Qatar participated in a strategic roundtable on behavioural sciences for better health on the sidelines of the 75th World Health Assembly in Geneva. Qatar was represented by HE the Minister of Public Health Dr Hanan Mohamed al-Kuwari, who was part of an expert panel of health leaders from around the world.
The session opened by setting out the importance of behavioural sciences on health policy and planning. Behavioural sciences focus on understanding why specific behaviours and decision-making processes occur by investigating the drivers of and barriers to health-related behaviours that operate in a specific context at the cognitive, social and environmental levels.
During the session, HE the Minister was asked to explain how Qatar has been using behavioural insights. She said that in 2016, the Qatar Supreme Committee for Delivery and Legacy launched B4Development, the first behavioural insights unit in the Arab world and Middle East. The Ministry of Public Health and B4Development have been working closely with behavioural experts over the last few years before and after the pandemic to address critical public health issues in the country.
HE Dr al-Kuwari explained how Qatar has been using behavioural science to promote healthy lifestyles, getting people to eat healthy diets and regularly engage in physical activity, as well as addressing many risk factors of non-communicable diseases, such as diabetes, cardiovascular disease and cancer. She said that Qatar has designated a Sports Day for the country, where His Highness the Amir Sheikh Tamim bin Hamad al-Thani issued an Amiri decision to allocate a Sports Day for the country in 2011, which is an official holiday aimed at highlighting the importance of sports and physical activity for the health of our society.
She said that the issuance of such an Amiri decision and the participation of the country's supreme leadership in its activities, headed by His Highness, confirms the great care and great interest in sports and the public health of the community by encouraging making sports a way of life, and this is confirmed by the National Health Strategy emanating from the Qatar National Vision 2030. HE Dr al-Kuwari said the Covid-19 pandemic has stressed the need to use principles and methods of behavioural science for addressing and controlling the spread of communicable diseases.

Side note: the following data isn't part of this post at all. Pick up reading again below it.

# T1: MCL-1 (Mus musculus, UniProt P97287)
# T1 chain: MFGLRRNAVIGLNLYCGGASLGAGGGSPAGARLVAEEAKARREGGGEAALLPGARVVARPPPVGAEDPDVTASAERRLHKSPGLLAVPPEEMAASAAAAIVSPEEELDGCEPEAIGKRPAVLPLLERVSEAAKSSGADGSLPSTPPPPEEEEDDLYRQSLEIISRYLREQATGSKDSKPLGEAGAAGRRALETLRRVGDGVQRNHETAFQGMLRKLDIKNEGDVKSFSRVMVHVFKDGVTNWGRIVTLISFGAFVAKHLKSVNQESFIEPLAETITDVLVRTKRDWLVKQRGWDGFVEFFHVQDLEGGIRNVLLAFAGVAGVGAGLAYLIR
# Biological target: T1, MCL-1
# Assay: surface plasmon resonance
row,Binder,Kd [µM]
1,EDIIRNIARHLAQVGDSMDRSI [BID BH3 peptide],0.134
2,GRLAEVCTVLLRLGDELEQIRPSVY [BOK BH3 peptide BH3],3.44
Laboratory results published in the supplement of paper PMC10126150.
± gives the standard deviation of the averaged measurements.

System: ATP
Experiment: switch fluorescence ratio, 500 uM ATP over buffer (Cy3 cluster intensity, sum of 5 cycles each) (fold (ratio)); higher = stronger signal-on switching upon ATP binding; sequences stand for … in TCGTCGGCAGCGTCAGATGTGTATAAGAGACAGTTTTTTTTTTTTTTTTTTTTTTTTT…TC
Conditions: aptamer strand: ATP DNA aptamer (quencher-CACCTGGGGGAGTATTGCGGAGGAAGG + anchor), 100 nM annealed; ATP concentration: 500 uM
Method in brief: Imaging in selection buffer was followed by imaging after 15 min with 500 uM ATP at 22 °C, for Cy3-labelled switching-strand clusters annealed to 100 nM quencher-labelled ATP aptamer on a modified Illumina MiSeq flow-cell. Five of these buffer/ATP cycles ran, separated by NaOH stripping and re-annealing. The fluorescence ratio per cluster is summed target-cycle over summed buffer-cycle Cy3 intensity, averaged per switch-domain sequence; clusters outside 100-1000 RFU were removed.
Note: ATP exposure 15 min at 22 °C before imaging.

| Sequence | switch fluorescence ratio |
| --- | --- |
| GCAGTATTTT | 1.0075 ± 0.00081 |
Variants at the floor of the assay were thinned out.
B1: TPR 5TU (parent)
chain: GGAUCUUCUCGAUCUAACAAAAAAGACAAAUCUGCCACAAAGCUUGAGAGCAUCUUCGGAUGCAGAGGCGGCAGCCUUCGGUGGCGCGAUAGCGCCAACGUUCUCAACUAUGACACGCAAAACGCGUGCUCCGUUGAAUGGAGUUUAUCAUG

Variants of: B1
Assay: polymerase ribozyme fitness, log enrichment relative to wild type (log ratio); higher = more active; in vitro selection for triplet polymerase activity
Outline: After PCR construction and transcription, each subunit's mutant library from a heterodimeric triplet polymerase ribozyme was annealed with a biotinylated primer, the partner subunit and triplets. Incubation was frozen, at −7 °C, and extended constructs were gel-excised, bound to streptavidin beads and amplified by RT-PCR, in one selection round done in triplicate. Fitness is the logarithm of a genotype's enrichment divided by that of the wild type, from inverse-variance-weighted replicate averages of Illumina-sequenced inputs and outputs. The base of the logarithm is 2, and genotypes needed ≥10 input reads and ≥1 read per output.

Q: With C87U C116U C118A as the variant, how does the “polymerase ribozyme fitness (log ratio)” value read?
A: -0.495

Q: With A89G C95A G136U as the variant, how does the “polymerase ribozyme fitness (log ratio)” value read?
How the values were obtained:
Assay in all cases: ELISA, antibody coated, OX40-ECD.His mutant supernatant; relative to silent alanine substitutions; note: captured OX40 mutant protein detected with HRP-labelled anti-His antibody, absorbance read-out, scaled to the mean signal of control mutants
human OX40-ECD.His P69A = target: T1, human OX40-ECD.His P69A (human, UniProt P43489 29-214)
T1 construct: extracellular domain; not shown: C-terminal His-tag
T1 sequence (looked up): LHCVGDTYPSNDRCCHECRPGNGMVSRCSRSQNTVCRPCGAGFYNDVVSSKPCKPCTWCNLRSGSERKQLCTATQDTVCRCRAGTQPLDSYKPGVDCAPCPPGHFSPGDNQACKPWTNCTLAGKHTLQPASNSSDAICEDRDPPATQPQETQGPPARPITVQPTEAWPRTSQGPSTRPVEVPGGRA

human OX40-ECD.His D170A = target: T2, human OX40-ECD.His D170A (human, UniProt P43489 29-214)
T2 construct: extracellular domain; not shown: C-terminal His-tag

Indeed, the use of behavioural science methods has been particularly important during the pandemic, explained HE the Minister, stating that it was critical to gain a clear understanding of why specific behaviours and decision-making processes occur. Behavioural insights played a central role in Qatar's planning and implementation of multiple Covid-19 areas, including ensuring compliance with social distancing, hand hygiene and restrictions; increasing trust in, and utilization of, online mental health services; and enabling high uptake of Covid-19 vaccines through a comprehensive understanding of the determinants of vaccine hesitancy.
When asked how Qatar plans to use behavioural insights during the FIFA World Cup Qatar 2022, HE the Minister explained how Qatar is using behavioural insights to ensure a healthy and safe FIFA World Cup.
A primary use will be to drive healthy eating in stadiums and fan zones this is a major initiative that has been the subject of the joint efforts between Qatar, FIFA and the WHO, in particular, to leverage the FIFA World Cup Qatar 2022 to promote healthier lifestyles around the world. HE the Minister said the partnership will be using the power of sports events and credible football messengers to inform communication based on behavioural insights to promote healthy lifestyles, including physical activity, healthy eating, and mental health and well-being.
HE Dr al-Kuwari concluded by explaining that evaluating the impact of public health interventions is one of the main challenges for public health. With this in mind, Qatar has launched a knowledge, attitudes and practices survey around physical activity, nutrition and mental health to establish a baseline, against which the impact of the health-promoting interventions on behaviors can be measured.
This will, in turn, support the understanding of the public health legacy of these mega-sporting events and knowledge sharing with future hosts. During the session, WHO Director-General Dr Tedros Ghebreyesus explained how the Covid-19 pandemic has been a powerful demonstration of the need to engage communities, understand their concerns and motivations and adapt strategies accordingly. Governments have had to persuade their populations to accept new behaviours and conditions, all in the context of rapidly evolving evidence.
Dr Ghebreyesus said that as part of WHO's transformation, a new unit for behavioural sciences has been created to integrate evidence about why people make the decisions they do, into WHO's programmes and policy work.